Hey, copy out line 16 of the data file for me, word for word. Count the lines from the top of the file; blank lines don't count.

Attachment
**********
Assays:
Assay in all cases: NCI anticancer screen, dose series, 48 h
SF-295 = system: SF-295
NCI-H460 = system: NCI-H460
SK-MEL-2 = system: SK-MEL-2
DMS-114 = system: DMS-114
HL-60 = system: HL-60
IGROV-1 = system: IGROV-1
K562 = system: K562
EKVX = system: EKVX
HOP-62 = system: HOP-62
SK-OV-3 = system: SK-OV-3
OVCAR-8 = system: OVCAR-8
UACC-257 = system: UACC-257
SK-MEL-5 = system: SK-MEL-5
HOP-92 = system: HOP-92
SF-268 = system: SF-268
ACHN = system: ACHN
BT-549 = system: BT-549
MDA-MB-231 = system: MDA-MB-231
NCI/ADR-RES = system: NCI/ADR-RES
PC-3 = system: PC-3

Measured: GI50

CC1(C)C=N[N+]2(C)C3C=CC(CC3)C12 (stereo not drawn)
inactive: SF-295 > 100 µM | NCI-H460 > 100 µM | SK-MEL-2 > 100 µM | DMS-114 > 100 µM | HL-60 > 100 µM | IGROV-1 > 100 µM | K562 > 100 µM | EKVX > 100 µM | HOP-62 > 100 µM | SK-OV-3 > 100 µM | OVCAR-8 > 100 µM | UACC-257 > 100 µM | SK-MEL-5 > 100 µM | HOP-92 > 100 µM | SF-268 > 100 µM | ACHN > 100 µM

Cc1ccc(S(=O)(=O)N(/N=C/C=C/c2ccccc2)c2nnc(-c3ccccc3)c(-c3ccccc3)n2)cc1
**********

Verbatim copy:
HOP-92 = system: HOP-92